Montana Colleges Launching Unmanned Aerial System Project

By Beacon Staff

As part of an effort to court an industry with enormous potential for growth, Whitefish state Sen. Ryan Zinke is co-director of a project focused on bringing unmanned aerial systems, or drones, to Montana for testing and research.

“Unmanned aircraft systems have changed military aviation,” Zinke, a former Navy SEAL commander, said, “and it will change civilian aviation.”

“I think Montana has an opportunity to leverage the ‘Big Sky’ to bring about that change,” he added.

Zinke foresees a vast array of applications for Unmanned Aerial Systems (UAS), including using the drones to track wildlife populations, assess beetle-killed forests, optimize fertilizer application for crops, determine winter snowpack and assist search and rescue teams, among others. And he believes Montana, with its varied topography and abundant airspace that would be less expensive to fly in than existing facilities, make it an ideal location to encourage a nascent industry to take root.

Earlier this month representatives of several Montana colleges signed an agreement to create a UAS “Center of Excellence,” with MSU-Northern, in Havre, serving as the administrative headquarters and an institution focused on biofuel research. MSU Bozeman’s engineering department, the aviation program of Rocky Mountain College in Billings and Mississippi State University’s ability to conduct maritime research make up the other parts of the collaboration.

“We do know the UAS market itself is the fastest growing market in avionics,” Greg Kegel, dean of MSU-Northern’s College of Technology said.

Key to the arrangement is MSU-Northern’s proximity to the large Hayes military operations air space, which spans much of central and northeastern Montana and which, according to Zinke, has been underused since the end of the Cold War. The research center is in the process of applying for a grant to conduct a feasibility study on the project. Then it’s a matter of asking the military for permission to test the drones in the Hayes air space, and for the Federal Aviation Administration to designate the area a “Center of Excellence,” thus paving the way for future grants, research initiatives and corporate partnerships.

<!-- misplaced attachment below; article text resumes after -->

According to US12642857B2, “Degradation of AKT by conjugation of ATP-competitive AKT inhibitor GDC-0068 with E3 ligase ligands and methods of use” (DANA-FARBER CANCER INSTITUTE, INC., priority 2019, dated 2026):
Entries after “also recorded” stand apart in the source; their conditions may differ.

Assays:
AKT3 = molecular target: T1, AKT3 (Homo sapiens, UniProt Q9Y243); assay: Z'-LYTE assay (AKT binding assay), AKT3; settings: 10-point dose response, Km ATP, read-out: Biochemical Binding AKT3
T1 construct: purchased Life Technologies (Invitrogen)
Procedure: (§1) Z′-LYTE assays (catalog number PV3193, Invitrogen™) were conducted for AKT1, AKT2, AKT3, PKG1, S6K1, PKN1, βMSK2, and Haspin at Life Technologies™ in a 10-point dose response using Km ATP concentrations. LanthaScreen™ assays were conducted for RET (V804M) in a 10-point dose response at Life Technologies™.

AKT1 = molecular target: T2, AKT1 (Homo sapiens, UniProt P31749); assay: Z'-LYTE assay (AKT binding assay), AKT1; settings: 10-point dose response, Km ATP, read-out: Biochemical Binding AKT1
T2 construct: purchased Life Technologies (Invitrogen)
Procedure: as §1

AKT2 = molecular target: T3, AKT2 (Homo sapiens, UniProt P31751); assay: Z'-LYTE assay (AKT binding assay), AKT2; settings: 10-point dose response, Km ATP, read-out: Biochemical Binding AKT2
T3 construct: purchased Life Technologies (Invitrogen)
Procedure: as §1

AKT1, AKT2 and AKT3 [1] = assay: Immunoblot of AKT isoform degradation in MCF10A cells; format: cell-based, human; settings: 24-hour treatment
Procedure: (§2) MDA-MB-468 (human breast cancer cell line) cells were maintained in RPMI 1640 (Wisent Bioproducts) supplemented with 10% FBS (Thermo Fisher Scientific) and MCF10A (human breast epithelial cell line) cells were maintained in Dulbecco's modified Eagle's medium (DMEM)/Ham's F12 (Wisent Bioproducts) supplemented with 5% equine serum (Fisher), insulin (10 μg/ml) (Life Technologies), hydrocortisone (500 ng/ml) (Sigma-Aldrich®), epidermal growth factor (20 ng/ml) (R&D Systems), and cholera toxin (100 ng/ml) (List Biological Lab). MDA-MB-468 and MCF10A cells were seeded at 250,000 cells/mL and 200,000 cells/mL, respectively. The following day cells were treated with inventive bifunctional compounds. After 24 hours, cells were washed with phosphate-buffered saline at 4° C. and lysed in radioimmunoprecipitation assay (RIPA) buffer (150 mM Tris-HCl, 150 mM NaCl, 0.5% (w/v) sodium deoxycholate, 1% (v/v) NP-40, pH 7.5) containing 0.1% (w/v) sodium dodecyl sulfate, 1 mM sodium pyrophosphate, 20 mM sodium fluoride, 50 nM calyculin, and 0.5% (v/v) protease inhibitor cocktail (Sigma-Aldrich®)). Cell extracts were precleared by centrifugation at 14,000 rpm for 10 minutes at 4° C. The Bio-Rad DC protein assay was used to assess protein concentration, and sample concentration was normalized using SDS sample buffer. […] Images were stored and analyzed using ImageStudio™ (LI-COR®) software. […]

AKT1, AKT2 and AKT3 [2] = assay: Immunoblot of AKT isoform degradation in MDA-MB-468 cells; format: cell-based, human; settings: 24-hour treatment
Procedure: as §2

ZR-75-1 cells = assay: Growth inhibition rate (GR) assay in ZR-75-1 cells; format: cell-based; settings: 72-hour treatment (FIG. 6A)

Safely integrating the use of unmanned aircraft with commercial and private air traffic is an essential part of the industry’s development, making Montana a promising place to begin these relationships.

“That’s why we think the Hayes MOA is a good place to do research – so we don’t affect general aviation at all,” Zinke said. “Our approach is more incremental, it’s based on a program of steps to get there, but we are going to get there.”

For Zinke, the project also represents an opportunity to create jobs without relying solely on Montana’s traditional, natural-resource-heavy industries, but to attempt to grow something new.

“Montana has a legacy of short-term thinking and letting our resources go downstream without value-adding anything,” he said. “This is a forward-looking industry.”

Though the project isn’t focused on the Flathead Valley, Zinke said some local small technology firms could work on batteries used in propulsion systems, optics and other programming innovations needed in the industry.

As a Special Forces commander in Iraq, he had authority over a number of UAS platforms.

“Then, when I came back to Montana and looked, it was clear to me there were applications outside of the military for these platforms,” Zinke said, though he was careful to specify that civilian drones are significantly smaller and lighter than the military versions, comparing it to the difference between an F-18 jet and a Piper Cub plane.

But the industry developing around these new civilian applications, building upon technology developed by the military, is likely to grow. If everything goes according to plan, Zinke thinks there could be drones flying in Montana by the end of the summer.

“It’s about technology and the right kind of jobs,” he said. “It’s about cultivating a forward-looking environment that is high-tech.”

“This is my way of getting the right people together in order to create something,” Zinke added.

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